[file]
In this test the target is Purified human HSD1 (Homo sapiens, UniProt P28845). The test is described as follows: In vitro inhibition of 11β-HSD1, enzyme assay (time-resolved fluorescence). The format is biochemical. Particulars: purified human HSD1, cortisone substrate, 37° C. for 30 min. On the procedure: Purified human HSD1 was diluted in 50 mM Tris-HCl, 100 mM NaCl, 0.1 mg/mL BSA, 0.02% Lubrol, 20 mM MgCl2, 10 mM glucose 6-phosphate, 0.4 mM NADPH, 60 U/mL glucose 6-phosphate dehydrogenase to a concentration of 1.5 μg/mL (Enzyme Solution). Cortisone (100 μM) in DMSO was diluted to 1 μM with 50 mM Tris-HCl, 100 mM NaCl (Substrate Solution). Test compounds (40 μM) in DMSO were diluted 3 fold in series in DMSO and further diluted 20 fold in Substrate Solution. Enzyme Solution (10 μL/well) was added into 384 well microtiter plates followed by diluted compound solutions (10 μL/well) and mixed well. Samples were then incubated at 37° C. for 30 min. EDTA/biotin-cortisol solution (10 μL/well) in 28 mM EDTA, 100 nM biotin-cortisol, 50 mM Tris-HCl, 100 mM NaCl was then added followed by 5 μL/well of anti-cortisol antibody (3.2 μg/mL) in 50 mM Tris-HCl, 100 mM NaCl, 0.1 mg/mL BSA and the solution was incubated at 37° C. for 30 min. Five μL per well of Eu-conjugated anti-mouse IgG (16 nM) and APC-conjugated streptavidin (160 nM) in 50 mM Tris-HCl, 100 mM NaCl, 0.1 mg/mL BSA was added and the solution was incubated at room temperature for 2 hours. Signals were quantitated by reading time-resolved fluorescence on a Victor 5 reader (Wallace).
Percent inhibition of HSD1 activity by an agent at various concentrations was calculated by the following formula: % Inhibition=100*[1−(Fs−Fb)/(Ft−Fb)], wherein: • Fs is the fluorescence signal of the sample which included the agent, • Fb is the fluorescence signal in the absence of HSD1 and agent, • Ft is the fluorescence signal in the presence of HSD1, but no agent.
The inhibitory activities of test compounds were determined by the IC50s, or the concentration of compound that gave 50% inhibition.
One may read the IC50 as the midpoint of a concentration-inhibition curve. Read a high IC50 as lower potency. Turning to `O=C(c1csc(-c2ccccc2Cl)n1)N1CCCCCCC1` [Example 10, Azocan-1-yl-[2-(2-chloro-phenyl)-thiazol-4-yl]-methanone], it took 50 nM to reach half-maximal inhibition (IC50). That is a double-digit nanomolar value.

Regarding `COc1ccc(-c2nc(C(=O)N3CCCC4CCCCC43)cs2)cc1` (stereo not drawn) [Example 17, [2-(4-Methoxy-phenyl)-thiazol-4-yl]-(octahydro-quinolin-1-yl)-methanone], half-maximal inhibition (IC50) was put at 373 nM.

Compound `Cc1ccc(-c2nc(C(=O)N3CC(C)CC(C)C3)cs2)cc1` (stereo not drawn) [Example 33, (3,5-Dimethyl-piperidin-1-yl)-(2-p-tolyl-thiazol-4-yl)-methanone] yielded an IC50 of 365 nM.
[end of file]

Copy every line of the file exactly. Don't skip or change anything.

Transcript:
In this test the target is Purified human HSD1 (Homo sapiens, UniProt P28845). The test is described as follows: In vitro inhibition of 11β-HSD1, enzyme assay (time-resolved fluorescence). The format is biochemical. Particulars: purified human HSD1, cortisone substrate, 37° C. for 30 min. On the procedure: Purified human HSD1 was diluted in 50 mM Tris-HCl, 100 mM NaCl, 0.1 mg/mL BSA, 0.02% Lubrol, 20 mM MgCl2, 10 mM glucose 6-phosphate, 0.4 mM NADPH, 60 U/mL glucose 6-phosphate dehydrogenase to a concentration of 1.5 μg/mL (Enzyme Solution). Cortisone (100 μM) in DMSO was diluted to 1 μM with 50 mM Tris-HCl, 100 mM NaCl (Substrate Solution). Test compounds (40 μM) in DMSO were diluted 3 fold in series in DMSO and further diluted 20 fold in Substrate Solution. Enzyme Solution (10 μL/well) was added into 384 well microtiter plates followed by diluted compound solutions (10 μL/well) and mixed well. Samples were then incubated at 37° C. for 30 min. EDTA/biotin-cortisol solution (10 μL/well) in 28 mM EDTA, 100 nM biotin-cortisol, 50 mM Tris-HCl, 100 mM NaCl was then added followed by 5 μL/well of anti-cortisol antibody (3.2 μg/mL) in 50 mM Tris-HCl, 100 mM NaCl, 0.1 mg/mL BSA and the solution was incubated at 37° C. for 30 min. Five μL per well of Eu-conjugated anti-mouse IgG (16 nM) and APC-conjugated streptavidin (160 nM) in 50 mM Tris-HCl, 100 mM NaCl, 0.1 mg/mL BSA was added and the solution was incubated at room temperature for 2 hours. Signals were quantitated by reading time-resolved fluorescence on a Victor 5 reader (Wallace).
Percent inhibition of HSD1 activity by an agent at various concentrations was calculated by the following formula: % Inhibition=100*[1−(Fs−Fb)/(Ft−Fb)], wherein: • Fs is the fluorescence signal of the sample which included the agent, • Fb is the fluorescence signal in the absence of HSD1 and agent, • Ft is the fluorescence signal in the presence of HSD1, but no agent.
The inhibitory activities of test compounds were determined by the IC50s, or the concentration of compound that gave 50% inhibition.
One may read the IC50 as the midpoint of a concentration-inhibition curve. Read a high IC50 as lower potency. Turning to `O=C(c1csc(-c2ccccc2Cl)n1)N1CCCCCCC1` [Example 10, Azocan-1-yl-[2-(2-chloro-phenyl)-thiazol-4-yl]-methanone], it took 50 nM to reach half-maximal inhibition (IC50). That is a double-digit nanomolar value.

Regarding `COc1ccc(-c2nc(C(=O)N3CCCC4CCCCC43)cs2)cc1` (stereo not drawn) [Example 17, [2-(4-Methoxy-phenyl)-thiazol-4-yl]-(octahydro-quinolin-1-yl)-methanone], half-maximal inhibition (IC50) was put at 373 nM.

Compound `Cc1ccc(-c2nc(C(=O)N3CC(C)CC(C)C3)cs2)cc1` (stereo not drawn) [Example 33, (3,5-Dimethyl-piperidin-1-yl)-(2-p-tolyl-thiazol-4-yl)-methanone] yielded an IC50 of 365 nM.